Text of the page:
Our roundhouse is nearly finished and so I wanted to share some results. The main impression is one of incredible fortresslike strength — massive walls with no sway. Our roundhouse and dome are probably the two strongest buildings I’ve ever worked on. Our earthbag dome, for instance, never budged as about 15 truckloads of soil were dumped on top (and remains in perfect shape in a rainy climate two years later).

It boggles the mind how flimsy stick-built houses meet code and yet some have doubts about earthbag building. Let’s briefly compare the two: A strong person could readily kick their way through pressed board siding and sheetrock (typical materials in stick framing) in about one or two minutes. The same person would probably be struggling an hour later trying to penetrate an earthbag wall, even with a sledge hammer, pick, shovel and crow bar.

I’m trying to find the best way to convey just how strong earthbag building is. There’s a good example on page 21 of Donald and Kaki’s book Earthbag Building: The Tools, Tricks and Techniques. They show photos of an earthbag privacy wall that was hit by a drunk driver. The wall was relatively undamaged except for some chipped plaster, while the car was totaled.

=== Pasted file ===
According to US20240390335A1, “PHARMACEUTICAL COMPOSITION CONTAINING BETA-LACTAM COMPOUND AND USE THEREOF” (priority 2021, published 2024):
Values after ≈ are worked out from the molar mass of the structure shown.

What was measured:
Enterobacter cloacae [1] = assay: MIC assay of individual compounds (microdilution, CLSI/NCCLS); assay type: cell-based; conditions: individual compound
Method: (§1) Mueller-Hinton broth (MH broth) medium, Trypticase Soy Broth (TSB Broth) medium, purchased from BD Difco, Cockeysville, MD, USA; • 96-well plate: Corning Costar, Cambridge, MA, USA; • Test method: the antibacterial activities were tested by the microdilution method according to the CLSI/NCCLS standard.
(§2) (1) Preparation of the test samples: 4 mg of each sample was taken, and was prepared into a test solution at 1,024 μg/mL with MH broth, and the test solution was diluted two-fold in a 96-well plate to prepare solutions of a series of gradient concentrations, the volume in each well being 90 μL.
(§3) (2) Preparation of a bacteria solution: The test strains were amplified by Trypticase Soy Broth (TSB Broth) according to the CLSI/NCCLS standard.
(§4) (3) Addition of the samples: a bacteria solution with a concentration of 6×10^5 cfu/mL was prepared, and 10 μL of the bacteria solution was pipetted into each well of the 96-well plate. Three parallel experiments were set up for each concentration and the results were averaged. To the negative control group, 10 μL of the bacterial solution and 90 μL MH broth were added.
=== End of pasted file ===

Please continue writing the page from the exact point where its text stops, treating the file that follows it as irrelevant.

Comments

Strong as an Army Bunker — 2 Comments

  1. An earthbag privacy wall – you’ve set me thinking now. I have an old house, with a huge, poured concrete back deck with a very sharp curve in it. I had been considering building a privacy fence around it (the neighbors dog gets pretty annoying if he sees us on the deck) – but trying to run a wood fence around the curve would be pretty difficult. How durable (weather wise, as opposed to dui’s) would an earthbag wall be? Because of the height of the poured deck, we’re looking at something like eight feet high – would it stand up in the weather (East Tennessee) successfully?

    • No problem with moisture if you build it correctly. You can stabilize the fill soil with lime or cement to prevent moisture problems. The curve will add stability. You’ll want to add some buttresses for reinforcement. Build on a rubble trench and make sure water flows away from the wall. You don’t want water backing up against it like a dam. The wall should last many years with a good plaster job (lime or cement).

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